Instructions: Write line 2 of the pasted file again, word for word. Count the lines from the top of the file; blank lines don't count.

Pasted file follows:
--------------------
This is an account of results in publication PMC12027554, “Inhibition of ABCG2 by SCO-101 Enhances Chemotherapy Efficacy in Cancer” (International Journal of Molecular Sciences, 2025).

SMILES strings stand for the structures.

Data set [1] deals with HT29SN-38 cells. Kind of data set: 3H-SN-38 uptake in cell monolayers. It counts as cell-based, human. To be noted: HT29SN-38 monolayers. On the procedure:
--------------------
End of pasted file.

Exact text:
SMILES strings stand for the structures.